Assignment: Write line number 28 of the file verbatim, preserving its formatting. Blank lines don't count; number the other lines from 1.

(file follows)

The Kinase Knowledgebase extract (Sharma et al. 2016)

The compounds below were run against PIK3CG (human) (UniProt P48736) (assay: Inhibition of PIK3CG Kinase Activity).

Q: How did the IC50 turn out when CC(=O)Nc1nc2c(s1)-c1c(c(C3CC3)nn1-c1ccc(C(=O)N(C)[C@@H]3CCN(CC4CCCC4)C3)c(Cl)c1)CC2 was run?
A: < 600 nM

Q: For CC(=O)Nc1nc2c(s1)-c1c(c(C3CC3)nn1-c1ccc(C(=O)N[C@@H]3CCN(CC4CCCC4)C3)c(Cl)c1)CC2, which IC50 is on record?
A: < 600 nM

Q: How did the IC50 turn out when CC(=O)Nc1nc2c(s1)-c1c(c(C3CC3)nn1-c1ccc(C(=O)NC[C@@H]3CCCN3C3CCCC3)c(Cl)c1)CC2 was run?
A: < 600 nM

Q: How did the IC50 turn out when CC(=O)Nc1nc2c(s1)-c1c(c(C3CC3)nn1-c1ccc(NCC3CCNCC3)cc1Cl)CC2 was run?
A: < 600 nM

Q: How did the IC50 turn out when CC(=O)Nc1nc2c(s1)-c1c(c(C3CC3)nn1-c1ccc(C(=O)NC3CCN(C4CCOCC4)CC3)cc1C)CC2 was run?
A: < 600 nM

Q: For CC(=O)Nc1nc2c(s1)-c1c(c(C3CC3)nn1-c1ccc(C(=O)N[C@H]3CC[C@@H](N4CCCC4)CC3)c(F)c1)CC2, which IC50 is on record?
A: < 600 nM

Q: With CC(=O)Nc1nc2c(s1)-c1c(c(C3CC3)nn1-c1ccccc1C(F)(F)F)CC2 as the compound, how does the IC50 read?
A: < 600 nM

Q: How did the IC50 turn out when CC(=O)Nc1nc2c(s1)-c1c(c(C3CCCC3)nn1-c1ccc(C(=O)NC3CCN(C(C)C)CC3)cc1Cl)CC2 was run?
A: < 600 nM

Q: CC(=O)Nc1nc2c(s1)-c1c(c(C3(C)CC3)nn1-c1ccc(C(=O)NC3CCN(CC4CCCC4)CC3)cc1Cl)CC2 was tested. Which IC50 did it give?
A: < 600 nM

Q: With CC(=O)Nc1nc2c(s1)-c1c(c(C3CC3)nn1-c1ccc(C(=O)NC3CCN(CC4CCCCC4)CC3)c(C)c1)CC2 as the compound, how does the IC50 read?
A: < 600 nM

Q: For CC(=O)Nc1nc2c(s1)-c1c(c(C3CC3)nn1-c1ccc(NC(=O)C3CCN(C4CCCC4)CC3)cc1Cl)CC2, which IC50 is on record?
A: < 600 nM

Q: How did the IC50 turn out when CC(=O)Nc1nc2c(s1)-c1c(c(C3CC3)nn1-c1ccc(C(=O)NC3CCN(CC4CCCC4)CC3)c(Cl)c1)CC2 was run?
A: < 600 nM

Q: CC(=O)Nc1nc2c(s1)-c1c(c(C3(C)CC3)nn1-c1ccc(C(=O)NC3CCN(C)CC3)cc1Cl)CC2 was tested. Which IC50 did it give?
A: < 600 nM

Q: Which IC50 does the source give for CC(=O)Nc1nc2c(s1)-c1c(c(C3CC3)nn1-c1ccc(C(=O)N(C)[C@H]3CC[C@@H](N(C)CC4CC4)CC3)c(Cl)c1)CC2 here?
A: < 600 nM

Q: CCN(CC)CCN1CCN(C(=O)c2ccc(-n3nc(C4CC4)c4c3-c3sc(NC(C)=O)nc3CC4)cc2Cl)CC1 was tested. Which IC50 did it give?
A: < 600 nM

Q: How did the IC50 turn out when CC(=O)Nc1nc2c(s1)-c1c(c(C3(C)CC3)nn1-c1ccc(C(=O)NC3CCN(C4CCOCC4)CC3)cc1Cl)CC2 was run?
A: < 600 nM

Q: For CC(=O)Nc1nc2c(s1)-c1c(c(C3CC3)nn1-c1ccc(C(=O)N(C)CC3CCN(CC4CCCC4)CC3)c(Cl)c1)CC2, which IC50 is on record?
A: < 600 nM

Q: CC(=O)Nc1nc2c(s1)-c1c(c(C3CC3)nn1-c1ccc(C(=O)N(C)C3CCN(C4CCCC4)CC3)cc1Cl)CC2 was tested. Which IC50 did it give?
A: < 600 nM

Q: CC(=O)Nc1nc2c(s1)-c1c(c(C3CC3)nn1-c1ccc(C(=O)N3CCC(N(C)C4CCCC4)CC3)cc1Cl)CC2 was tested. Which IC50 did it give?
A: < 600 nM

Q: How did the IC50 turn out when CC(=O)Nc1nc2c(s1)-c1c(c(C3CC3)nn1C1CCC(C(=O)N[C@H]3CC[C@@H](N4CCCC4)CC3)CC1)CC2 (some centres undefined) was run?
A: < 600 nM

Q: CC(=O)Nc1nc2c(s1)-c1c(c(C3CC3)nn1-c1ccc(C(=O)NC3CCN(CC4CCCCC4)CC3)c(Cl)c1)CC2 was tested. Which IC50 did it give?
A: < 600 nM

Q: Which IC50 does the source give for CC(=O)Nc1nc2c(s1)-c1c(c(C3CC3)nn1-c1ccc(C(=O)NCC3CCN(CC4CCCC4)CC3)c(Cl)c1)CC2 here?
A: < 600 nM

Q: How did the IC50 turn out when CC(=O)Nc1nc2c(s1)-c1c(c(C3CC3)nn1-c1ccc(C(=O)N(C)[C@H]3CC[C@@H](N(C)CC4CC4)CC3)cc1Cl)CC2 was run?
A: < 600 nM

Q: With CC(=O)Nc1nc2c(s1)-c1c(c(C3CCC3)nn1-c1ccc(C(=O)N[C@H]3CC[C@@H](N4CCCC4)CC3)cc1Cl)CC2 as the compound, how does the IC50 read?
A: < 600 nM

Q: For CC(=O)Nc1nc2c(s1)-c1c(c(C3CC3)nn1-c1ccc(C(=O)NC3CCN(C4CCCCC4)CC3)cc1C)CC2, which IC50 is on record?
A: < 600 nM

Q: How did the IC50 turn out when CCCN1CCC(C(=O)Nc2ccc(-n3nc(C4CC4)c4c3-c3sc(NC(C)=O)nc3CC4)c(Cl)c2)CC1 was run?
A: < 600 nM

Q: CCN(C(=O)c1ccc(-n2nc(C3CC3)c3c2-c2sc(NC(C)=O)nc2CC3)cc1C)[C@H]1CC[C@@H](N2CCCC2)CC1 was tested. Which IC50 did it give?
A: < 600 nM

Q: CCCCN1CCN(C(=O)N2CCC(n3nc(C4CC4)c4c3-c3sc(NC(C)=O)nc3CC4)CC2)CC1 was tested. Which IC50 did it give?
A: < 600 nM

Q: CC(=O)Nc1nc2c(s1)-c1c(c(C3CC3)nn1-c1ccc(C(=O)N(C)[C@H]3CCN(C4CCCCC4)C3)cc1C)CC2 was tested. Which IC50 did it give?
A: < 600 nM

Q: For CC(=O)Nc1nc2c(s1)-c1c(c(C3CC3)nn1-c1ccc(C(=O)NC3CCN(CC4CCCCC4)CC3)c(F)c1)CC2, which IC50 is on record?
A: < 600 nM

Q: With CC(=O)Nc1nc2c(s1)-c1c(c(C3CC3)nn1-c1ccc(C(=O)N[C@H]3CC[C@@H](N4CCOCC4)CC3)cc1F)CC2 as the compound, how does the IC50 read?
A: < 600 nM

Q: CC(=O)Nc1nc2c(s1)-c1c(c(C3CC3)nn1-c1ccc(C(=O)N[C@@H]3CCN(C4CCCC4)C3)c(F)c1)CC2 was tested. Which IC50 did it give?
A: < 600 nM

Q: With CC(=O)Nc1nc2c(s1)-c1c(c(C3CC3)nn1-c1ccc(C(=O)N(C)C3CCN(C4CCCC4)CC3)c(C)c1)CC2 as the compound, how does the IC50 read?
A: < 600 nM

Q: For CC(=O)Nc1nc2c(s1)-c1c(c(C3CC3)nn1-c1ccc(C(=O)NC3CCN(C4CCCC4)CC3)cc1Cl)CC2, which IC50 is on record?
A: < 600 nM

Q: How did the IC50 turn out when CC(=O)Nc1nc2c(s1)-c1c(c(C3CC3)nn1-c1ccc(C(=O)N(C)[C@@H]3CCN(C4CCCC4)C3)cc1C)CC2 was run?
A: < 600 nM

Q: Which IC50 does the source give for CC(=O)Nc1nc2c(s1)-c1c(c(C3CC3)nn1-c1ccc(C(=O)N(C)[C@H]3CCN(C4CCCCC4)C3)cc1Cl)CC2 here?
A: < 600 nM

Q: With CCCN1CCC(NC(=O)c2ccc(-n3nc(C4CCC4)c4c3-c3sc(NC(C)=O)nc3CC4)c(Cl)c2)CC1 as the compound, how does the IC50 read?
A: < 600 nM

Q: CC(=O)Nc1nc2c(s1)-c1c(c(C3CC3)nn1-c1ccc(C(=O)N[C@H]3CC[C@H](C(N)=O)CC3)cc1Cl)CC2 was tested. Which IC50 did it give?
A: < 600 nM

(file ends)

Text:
A: < 600 nM